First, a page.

That story fits what the Times set up as the typical whiskey narrative: A lily-white affair that centered on German and Scots-Irish settlers who distilled their surplus grains into whiskey and sent it to far-off markets.
But the real story is a little more complicated than that. The company now says Daniels didn’t learn distilling from Dan Call, but from a man named Nearis Green, one of Call’s slaves.
According to representatives from Jack Daniel’s, Green’s existence wasn’t a major secret; but, like the photos from the Getz Whiskey Museum, as a black man, his presence in distilling wasn’t ever really addressed.
Currently, the distillery — which has been owned for about 60 years by the Louisville-based Brown-Forman — is slowly integrating Green into the brand. His name is starting to come up in tours and on social media.
But it’s an uncomfortable history to navigate.
A business built with slave labor may not work well as a selling point, and the company is still considering whether it will flesh out the story in new displays at its visitors center.
However, not all black bourbon history looks so bleak. Take the story of Tom Bullock. He was a Louisville born bartender who in 1917 became the first African-American to write a cocktail book. It was called, fittingly, “The Ideal Bartender.”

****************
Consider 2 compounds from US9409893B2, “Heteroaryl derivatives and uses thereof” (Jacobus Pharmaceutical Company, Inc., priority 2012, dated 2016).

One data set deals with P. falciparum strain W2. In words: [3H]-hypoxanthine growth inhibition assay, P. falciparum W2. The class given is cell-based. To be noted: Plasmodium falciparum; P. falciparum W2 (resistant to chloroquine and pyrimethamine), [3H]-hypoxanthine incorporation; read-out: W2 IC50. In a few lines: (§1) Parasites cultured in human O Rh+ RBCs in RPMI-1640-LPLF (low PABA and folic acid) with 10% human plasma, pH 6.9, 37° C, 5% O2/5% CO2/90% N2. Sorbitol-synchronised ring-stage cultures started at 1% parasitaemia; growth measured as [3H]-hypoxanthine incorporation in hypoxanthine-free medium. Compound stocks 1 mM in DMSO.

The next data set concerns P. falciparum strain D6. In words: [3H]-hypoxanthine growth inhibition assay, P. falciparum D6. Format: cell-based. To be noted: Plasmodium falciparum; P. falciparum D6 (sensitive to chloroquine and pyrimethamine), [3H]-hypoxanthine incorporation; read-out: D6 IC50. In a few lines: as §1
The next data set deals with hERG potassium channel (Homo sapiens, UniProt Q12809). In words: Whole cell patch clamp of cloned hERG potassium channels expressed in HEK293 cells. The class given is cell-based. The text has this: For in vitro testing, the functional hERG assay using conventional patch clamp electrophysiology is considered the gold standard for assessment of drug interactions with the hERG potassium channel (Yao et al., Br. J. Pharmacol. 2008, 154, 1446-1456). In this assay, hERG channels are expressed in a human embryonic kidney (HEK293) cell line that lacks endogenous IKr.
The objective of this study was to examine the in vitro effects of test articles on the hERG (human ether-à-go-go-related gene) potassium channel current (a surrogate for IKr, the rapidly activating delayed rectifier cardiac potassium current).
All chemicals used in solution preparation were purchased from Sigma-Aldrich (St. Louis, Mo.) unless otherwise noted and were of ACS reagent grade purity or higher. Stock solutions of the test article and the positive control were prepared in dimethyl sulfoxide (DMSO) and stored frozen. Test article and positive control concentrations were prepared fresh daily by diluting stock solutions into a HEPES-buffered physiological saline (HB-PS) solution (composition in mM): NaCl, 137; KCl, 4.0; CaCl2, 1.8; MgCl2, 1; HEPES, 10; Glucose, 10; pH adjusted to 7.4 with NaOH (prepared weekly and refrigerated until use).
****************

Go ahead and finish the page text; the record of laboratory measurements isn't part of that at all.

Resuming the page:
He was so good at what he did that one of the members at the St. Louis Country Club where he eventually bartended wrote a letter of recommendation that read: “I doubt that he has erred in even one of his concoctions.”
But perhaps most importantly in the context of Kentucky, Bullock is credited with the invention of the original old-fashioned cocktail.
Locally, Joe Heron — the owner of Copper & Kings Brandy Distillery — is reminding Louisvillians of Bullock’s legacy by serving drinks inspired by “The Ideal Bartender,” which was recently reprinted.
He also says that Bullock’s history is informing how he wants to move forward as a spirits professional. Ultimately, Heron would like to facilitate opportunities that lead to a more diverse staff behind the bar.
“Right now the presence of African-American bartenders is quite low in terms of, you know, talented mixologists — it’s quite sporadic,” Heron says.
Heron recently ran a mixtape competition during which bartenders created cocktails based on certain songs.
“We had two African-American bartenders and that was quite unusual, actually,” Heron says.
Unusually high, that is. For that reason, Heron would like to develop bartending courses for some of Louisville’s multicultural and disadvantaged communities.
“It is a very transferable skill, which is proved by Tom Bullock who left to get really famous in St. Louis,” Heron says. “That’s an idea that we’re thinking very hard about.”
Heron says that having a more diverse staff is key in reaching more diverse audiences. It’s not enough to simply plaster pictures of people of color on product labels, a concept he calls “artificial diversity.”
“I don’t think there is a way to force multiculturalism or diversity onto a company or a society,” Heron says. “It’s something that happens naturally based on something that is called respect.”
And the thing about artificial diversity — at least according to Heron — is that customers can tell.